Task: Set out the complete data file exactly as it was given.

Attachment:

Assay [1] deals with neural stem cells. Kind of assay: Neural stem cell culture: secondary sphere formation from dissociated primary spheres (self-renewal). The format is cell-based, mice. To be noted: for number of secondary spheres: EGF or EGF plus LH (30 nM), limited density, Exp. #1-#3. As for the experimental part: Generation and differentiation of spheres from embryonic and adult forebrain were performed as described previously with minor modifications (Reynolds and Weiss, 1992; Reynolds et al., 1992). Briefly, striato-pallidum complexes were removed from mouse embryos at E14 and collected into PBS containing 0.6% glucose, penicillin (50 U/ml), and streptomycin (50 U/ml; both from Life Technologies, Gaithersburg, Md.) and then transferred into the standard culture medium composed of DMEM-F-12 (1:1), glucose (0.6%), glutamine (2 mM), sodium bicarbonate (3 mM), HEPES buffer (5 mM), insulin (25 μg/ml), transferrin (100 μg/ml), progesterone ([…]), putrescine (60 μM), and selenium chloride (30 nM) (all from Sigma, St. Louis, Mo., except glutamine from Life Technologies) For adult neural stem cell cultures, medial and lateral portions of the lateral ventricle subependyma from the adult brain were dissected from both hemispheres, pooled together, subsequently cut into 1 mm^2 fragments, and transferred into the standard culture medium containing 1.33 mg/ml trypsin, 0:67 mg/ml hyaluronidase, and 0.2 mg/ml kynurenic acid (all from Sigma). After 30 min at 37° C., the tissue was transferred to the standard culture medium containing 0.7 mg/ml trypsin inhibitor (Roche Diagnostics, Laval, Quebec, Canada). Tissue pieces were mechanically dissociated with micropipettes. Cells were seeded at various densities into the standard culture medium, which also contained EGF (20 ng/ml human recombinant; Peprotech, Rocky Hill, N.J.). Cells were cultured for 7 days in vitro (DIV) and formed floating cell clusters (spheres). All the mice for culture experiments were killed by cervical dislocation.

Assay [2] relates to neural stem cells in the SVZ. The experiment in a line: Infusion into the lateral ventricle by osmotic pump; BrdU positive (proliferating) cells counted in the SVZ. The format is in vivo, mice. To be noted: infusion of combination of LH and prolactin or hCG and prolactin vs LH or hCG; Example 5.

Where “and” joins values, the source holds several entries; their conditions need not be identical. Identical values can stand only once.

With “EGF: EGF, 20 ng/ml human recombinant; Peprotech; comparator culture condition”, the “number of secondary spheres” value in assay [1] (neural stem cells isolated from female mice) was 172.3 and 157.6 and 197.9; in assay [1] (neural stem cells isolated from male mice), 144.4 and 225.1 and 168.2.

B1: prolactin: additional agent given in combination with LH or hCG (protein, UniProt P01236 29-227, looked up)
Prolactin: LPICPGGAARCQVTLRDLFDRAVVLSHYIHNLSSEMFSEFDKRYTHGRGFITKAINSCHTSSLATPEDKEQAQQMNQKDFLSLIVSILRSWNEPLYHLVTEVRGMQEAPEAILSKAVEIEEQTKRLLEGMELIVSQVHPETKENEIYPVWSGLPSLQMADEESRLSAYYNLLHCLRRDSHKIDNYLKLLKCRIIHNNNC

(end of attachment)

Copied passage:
Assay [1] deals with neural stem cells. Kind of assay: Neural stem cell culture: secondary sphere formation from dissociated primary spheres (self-renewal). The format is cell-based, mice. To be noted: for number of secondary spheres: EGF or EGF plus LH (30 nM), limited density, Exp. #1-#3. As for the experimental part: Generation and differentiation of spheres from embryonic and adult forebrain were performed as described previously with minor modifications (Reynolds and Weiss, 1992; Reynolds et al., 1992). Briefly, striato-pallidum complexes were removed from mouse embryos at E14 and collected into PBS containing 0.6% glucose, penicillin (50 U/ml), and streptomycin (50 U/ml; both from Life Technologies, Gaithersburg, Md.) and then transferred into the standard culture medium composed of DMEM-F-12 (1:1), glucose (0.6%), glutamine (2 mM), sodium bicarbonate (3 mM), HEPES buffer (5 mM), insulin (25 μg/ml), transferrin (100 μg/ml), progesterone ([…]), putrescine (60 μM), and selenium chloride (30 nM) (all from Sigma, St. Louis, Mo., except glutamine from Life Technologies) For adult neural stem cell cultures, medial and lateral portions of the lateral ventricle subependyma from the adult brain were dissected from both hemispheres, pooled together, subsequently cut into 1 mm^2 fragments, and transferred into the standard culture medium containing 1.33 mg/ml trypsin, 0:67 mg/ml hyaluronidase, and 0.2 mg/ml kynurenic acid (all from Sigma). After 30 min at 37° C., the tissue was transferred to the standard culture medium containing 0.7 mg/ml trypsin inhibitor (Roche Diagnostics, Laval, Quebec, Canada). Tissue pieces were mechanically dissociated with micropipettes. Cells were seeded at various densities into the standard culture medium, which also contained EGF (20 ng/ml human recombinant; Peprotech, Rocky Hill, N.J.). Cells were cultured for 7 days in vitro (DIV) and formed floating cell clusters (spheres). All the mice for culture experiments were killed by cervical dislocation.

Assay [2] relates to neural stem cells in the SVZ. The experiment in a line: Infusion into the lateral ventricle by osmotic pump; BrdU positive (proliferating) cells counted in the SVZ. The format is in vivo, mice. To be noted: infusion of combination of LH and prolactin or hCG and prolactin vs LH or hCG; Example 5.

Where “and” joins values, the source holds several entries; their conditions need not be identical. Identical values can stand only once.

With “EGF: EGF, 20 ng/ml human recombinant; Peprotech; comparator culture condition”, the “number of secondary spheres” value in assay [1] (neural stem cells isolated from female mice) was 172.3 and 157.6 and 197.9; in assay [1] (neural stem cells isolated from male mice), 144.4 and 225.1 and 168.2.

B1: prolactin: additional agent given in combination with LH or hCG (protein, UniProt P01236 29-227, looked up)
Prolactin: LPICPGGAARCQVTLRDLFDRAVVLSHYIHNLSSEMFSEFDKRYTHGRGFITKAINSCHTSSLATPEDKEQAQQMNQKDFLSLIVSILRSWNEPLYHLVTEVRGMQEAPEAILSKAVEIEEQTKRLLEGMELIVSQVHPETKENEIYPVWSGLPSLQMADEESRLSAYYNLLHCLRRDSHKIDNYLKLLKCRIIHNNNC